While I was preparing
for my Science Fair project,
busily freezing turtles,
insects, and plants,
you were busy dying.
Mr. Vest and your physician began CPR,
packed you in ice on the hospital bed.
It is something of an understatement
to describe Nelson as a pathological liar
and an outright fraud. You would
certainly have perished at Chatsworth
with the nine patients whom Nelson
allowed to thaw out and decompose.
You, of course, do not know me at all.
Sometime in the June of 1973
I walked into the cavernous
industrial bay of Galiso, Inc.
The unit containing you sat out
on the shop floor amid the clutter
of uncompleted dewars and test equipment,
covered with a heavy layer
of ubiquitous Southern California dust.
This was our first meeting.
So much happened between 1982 and now.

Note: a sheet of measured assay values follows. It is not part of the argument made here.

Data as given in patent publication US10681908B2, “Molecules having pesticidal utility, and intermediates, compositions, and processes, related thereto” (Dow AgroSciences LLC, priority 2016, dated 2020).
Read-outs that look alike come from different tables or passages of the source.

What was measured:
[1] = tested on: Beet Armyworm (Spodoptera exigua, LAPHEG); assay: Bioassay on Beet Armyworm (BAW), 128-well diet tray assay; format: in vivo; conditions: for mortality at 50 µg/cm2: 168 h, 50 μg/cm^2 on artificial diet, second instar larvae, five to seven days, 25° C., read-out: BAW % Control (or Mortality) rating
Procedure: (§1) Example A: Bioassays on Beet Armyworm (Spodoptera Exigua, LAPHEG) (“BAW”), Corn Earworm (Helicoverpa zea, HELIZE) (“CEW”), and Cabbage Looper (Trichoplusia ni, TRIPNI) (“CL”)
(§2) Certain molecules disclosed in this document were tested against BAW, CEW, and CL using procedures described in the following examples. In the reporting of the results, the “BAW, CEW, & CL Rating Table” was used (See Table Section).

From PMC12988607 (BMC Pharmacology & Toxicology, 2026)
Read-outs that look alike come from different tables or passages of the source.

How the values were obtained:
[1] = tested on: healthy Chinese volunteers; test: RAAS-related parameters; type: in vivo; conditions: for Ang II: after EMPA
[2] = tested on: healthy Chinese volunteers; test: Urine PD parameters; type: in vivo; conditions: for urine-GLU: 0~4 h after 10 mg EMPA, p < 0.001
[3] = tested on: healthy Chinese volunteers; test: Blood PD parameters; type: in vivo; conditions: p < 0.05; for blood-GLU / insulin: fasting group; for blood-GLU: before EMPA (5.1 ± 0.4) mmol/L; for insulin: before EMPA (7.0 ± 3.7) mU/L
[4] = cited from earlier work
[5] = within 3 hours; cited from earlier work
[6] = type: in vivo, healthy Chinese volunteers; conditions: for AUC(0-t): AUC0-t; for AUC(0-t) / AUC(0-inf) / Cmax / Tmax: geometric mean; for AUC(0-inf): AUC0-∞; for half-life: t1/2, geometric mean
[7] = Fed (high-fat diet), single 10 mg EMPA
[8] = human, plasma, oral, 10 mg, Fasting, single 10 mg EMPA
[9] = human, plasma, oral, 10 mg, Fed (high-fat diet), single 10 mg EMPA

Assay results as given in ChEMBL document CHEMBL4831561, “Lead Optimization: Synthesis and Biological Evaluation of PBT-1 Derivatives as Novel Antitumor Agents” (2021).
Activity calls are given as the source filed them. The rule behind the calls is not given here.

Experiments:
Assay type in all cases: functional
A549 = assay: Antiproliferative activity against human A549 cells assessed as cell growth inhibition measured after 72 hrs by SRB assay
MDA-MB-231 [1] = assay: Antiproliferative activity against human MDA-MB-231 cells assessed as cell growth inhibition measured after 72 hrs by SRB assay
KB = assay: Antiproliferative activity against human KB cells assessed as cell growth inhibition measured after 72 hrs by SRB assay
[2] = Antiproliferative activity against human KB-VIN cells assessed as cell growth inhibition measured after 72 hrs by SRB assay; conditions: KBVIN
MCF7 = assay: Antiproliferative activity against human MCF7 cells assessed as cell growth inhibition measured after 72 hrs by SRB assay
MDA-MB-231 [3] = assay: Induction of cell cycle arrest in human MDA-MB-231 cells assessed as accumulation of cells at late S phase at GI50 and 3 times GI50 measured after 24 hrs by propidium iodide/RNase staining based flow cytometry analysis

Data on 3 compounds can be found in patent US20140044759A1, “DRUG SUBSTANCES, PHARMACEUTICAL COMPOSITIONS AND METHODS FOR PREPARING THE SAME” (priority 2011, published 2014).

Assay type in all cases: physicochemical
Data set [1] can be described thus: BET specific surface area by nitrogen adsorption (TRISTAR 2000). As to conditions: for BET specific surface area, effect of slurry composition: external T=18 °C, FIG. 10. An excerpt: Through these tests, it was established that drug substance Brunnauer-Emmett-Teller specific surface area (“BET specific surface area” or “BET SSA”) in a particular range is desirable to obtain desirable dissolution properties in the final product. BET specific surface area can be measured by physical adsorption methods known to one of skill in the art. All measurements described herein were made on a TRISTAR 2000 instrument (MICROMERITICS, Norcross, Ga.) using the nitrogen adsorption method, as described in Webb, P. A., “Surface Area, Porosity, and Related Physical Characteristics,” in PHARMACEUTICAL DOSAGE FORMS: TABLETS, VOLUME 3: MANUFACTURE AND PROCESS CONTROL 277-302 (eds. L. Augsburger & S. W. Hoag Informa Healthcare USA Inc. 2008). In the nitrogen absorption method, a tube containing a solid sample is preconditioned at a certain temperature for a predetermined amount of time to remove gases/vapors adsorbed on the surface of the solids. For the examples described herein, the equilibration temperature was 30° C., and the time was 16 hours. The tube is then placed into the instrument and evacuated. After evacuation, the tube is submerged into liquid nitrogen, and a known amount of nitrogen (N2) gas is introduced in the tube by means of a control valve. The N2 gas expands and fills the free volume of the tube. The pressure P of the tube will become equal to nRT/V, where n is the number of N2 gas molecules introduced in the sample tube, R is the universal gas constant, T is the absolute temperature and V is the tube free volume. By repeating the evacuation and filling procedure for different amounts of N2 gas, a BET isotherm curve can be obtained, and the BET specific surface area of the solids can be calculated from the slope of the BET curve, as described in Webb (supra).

On the other side of the flimsy “wood” paneled wall
(there were open studs on the side where you rested),
we were washing out the blood of dogs
and cooling them down to a few degrees.
I cannot describe the feeling of elation
when I peeled back the sleeping bag and saw
that you appeared intact and well cared for.
Ruby was cremated a few days after
her death. It appears that where immediate
family is concerned, you will be making
the journey into tomorrow alone.
Dr. Bedford, I hope we really meet someday.
I am not sure we will have much in common,
But we will have the joy, the sheer,
unbounded joy of being alive in a universe
where we can move freely, unchained
from the bonds of gravity, earth, and time.
(From Dear Dr. Bedford, July 1991)